Online collaboration tools are increasingly important to the smooth running of businesses large and small. So wouldn't it be useful to share and collaborate via an online notebook, adding web clippings, video, audio, rich-media web content and even RSS? It's already possible.
There is no shortage of tools and services that will help you to collaborate on document editing, whiteboarding, and sharing RSS, web clippings or videos over the Internet. But many of the available options come with a reasonably unpleasant price tag, and few combine all of these elements into a single application.
Easily create content right from the application, whether using drawing and shape tools, webcam or microphone recording, or integrated spreadsheet and word processing tools
Import Internet media, including websites, RSS feeds, photos, videos and web clippings, in addition to being able to import HTML code, and as such bring in web widgets of every description
Share with the world, or else with specific individuals, with access controls and version comparisons on a book, page and object level
Here is a tool that could prove to be very useful to any team collaborating over the web, setting no boundaries on the type of media or content that can be quickly shared, commented on and edited in real time. They've even thrown in chat and Skype integration.
The key strength of Zoho Notebook is its sheer versatility in terms of both the content that you can create and aggregate with the tool and the granular sharing options available when you decide to publish your work. Here is a simple to use online notebook that lets you bring in all types of web media, from RSS feeds to photos and videos, and then seamlessly bring them together with text, whiteboarding, word processing and spreadsheet files, right from your browser window.
If your job, studies or personal life involve sharing information with others, this is as good a way as any to bring all of that information together into one place. Whether you want to brainstorm ideas, work together on an important account, or simply share websites, feeds and videos that interest you, Zoho Notebook makes it really simple to do so.
Once you log into your notebook its very easy to start adding content to it, and the good people at Zoho haven't skimped on the options made available to you. You'll begin with a blank page, and from there can set about either creating or importing the information that you want to share.
New blank pages can be added from the control panel, or alternatively you can begin with a spreadsheet, word processor document or a web page that you want to share. The first two options make use of the Zoho Sheet and Zoho Writer applications respectively, seamlessly integrated into the Notebook interface. This gives you all of the functionality of both applications, right from your collaborative notebook.
Using this first content creation menu your document, spreadsheet or live website take up the entirety of the notebook workspace, enhanced by the fact that you can add other media over the top, or make use of the basic whiteboarding capabilities built into Zoho Notebook:
But you are not limited to working with annotated full-page documents, as Zoho Notebook also lets you bring in or create content in flexible, mixed-media layouts. Right below the first list of options, a second list opens up the content that you can work with considerably.
From here you can bring in:
Images, via upload or URL
Audio, either from a file on your computer or by recording your microphone
Video, from a URL or your computer
HTML, which allows you to bring in any content that you can embed into a website, whether it be a Google Calendar or a useful web widget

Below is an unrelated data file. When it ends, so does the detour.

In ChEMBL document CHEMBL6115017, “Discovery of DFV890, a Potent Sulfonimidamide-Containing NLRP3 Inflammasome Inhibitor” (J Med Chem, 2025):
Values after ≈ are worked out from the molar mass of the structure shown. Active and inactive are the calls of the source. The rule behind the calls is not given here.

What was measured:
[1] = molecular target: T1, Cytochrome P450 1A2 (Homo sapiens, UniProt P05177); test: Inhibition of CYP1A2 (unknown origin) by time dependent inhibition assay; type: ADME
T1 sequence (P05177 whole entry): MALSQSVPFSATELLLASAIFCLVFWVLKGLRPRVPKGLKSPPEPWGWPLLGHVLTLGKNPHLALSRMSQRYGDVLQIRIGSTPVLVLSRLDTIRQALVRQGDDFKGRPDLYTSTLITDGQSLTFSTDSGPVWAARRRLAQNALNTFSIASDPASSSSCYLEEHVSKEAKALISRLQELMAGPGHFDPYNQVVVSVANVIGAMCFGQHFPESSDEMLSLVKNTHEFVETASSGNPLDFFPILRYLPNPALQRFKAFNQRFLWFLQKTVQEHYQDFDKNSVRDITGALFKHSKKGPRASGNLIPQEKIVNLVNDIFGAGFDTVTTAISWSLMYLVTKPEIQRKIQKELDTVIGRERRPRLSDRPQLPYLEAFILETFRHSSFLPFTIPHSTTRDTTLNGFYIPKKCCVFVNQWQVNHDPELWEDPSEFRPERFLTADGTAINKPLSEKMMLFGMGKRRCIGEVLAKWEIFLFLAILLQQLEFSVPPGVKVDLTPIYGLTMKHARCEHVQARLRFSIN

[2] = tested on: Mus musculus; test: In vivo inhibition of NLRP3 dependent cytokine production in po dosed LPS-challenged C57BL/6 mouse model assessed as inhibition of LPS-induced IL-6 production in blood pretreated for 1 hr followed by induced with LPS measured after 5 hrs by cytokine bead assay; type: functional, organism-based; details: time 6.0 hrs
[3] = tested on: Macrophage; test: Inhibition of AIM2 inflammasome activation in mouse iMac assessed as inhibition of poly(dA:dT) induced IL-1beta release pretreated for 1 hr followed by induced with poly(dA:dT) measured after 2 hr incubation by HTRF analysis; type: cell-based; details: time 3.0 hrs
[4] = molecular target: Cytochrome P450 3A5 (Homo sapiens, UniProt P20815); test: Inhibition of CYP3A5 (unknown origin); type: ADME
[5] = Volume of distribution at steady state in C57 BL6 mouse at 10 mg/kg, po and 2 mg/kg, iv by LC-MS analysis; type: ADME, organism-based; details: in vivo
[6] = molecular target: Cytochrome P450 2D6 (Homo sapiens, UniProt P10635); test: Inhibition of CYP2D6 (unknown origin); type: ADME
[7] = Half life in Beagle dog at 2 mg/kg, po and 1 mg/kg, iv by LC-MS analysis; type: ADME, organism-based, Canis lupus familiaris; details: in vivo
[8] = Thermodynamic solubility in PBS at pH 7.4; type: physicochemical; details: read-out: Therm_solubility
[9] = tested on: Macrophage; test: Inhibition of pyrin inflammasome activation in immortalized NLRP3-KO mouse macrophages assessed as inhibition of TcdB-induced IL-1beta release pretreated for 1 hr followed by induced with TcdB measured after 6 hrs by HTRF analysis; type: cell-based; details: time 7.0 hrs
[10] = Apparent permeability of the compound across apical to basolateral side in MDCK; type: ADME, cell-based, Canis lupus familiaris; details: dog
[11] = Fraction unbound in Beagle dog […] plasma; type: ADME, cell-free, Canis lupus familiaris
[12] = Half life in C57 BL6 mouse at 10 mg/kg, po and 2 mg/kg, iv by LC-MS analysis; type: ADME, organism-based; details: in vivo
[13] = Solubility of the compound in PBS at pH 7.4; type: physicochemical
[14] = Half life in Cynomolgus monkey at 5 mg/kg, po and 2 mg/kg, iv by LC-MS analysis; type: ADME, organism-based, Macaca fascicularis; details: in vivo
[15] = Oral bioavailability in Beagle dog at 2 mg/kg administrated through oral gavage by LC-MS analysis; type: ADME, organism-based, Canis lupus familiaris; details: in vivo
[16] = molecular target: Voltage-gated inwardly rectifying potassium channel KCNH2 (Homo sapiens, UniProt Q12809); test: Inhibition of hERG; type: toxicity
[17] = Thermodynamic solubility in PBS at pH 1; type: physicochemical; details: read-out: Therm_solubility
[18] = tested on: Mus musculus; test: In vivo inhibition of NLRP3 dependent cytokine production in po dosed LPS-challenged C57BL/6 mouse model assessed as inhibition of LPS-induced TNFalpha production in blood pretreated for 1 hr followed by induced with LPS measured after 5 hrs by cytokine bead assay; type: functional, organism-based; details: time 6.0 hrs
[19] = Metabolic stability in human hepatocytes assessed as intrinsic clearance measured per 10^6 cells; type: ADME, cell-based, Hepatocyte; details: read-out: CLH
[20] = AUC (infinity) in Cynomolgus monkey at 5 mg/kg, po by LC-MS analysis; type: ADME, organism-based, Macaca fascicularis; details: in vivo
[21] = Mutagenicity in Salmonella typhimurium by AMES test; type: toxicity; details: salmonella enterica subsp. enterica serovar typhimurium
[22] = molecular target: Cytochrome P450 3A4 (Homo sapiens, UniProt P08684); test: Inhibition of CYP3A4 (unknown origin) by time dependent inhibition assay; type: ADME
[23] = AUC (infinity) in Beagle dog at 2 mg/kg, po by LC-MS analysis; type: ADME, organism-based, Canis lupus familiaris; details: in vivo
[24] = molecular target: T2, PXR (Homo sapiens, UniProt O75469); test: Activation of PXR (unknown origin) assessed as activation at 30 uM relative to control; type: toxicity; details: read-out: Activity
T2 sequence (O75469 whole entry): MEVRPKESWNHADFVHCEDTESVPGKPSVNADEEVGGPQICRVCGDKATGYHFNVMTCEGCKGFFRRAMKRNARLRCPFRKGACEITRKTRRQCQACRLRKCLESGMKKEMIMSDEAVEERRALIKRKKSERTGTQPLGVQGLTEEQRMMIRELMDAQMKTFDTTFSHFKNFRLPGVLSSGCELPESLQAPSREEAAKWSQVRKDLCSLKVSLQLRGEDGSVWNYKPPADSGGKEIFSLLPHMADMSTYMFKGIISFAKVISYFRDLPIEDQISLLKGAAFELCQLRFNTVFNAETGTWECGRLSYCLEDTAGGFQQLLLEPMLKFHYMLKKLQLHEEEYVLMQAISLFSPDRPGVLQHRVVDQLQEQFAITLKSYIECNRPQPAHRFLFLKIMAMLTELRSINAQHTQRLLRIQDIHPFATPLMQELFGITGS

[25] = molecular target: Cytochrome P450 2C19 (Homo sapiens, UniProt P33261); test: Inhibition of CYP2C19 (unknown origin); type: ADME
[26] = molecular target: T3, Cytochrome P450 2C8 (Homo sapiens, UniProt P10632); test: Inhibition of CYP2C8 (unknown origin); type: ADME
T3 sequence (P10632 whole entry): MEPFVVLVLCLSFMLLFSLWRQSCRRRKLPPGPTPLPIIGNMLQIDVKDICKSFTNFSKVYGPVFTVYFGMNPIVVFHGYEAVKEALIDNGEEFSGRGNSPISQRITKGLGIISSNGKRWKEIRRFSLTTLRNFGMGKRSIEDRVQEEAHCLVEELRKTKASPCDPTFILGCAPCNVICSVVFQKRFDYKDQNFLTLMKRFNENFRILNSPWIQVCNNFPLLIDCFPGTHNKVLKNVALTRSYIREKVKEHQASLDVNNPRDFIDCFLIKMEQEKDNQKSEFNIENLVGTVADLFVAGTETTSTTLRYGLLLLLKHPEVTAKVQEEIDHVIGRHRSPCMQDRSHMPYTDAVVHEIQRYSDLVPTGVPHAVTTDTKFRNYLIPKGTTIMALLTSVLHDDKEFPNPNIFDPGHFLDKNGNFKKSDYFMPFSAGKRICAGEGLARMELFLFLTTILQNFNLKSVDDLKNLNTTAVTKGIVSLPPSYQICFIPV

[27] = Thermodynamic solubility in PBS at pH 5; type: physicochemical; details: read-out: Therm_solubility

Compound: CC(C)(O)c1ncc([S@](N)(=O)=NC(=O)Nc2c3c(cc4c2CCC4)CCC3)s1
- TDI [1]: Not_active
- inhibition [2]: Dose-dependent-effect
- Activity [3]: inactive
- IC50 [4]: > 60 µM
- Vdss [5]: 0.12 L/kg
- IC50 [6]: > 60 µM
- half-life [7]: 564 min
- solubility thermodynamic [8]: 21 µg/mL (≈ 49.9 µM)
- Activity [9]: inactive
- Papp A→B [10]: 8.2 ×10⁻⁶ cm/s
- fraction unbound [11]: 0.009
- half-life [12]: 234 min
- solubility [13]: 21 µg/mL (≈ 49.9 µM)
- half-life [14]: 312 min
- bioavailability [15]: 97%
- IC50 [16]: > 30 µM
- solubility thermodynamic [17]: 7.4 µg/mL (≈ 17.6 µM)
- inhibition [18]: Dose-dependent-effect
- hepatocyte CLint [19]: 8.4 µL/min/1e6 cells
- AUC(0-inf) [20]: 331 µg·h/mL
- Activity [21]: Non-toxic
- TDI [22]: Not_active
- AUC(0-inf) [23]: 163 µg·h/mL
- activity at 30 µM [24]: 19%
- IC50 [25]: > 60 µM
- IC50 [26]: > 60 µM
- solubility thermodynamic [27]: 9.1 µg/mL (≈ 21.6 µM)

A website via its URL, which is embedded onto the page within an IFrame-like viewer.
An RSS feed, which will be converted into a handy RSS reader widget
A file that you want to share, via URL or upload
An embedded version of Zoho Sheet or Write which can be resized to sit alongside other content
This gives you an impressive array of content to share, and covers all of the major bases. Out of all of the features I was particularly wowed by the ability to bring in HTML code, as this opens up the application to the almost infinite number of files and applications that can be shared in this way. In short, if it has an embed code, you can plug it right into your Zoho Notebook.
This gives you an easy way to share YouTube videos, Google Gadgets or a well put together RSS aggregator like Grazr and share them with anyone that has access to your notebook. In short, this is web widget heaven:
Besides being able to bring in all sorts of functionality through widgets, you also have some great tools included in the interface itself. I think that the ability to record video from your webcam, or audio right from your microphone could be very useful in a collaborative context - whether providing a record of a meeting, conference or lecture, or simply serving as an audio or video messaging system.
Let's say you want to leave quick feedback on a client's website, or editorial notes for a member of your writing team - being able to record a message, and assign access rights to that particular visitor alone, gives you a great and easy way to do so without having to type up a document from scratch.
It's nice also that you are not committed to having your word processor docs or your spreadsheets take up the entire page of your notebook. It is perfectly possible to bring in both of these features in a fluid windowed mode.
This means that you can have word processing capabilities sitting right along side whiteboard annotations, photos, videos and widgets, giving the chance to create compelling media mash ups on the page.
Another useful addition to the content import features of Zoho Notebook is the ability to right (or control) click and copy content directly from websites thanks to an optional Firefox plugin. These web clippings, which can include images, are automatically dropped into your notebook page, where they can be arranged, organized or edited.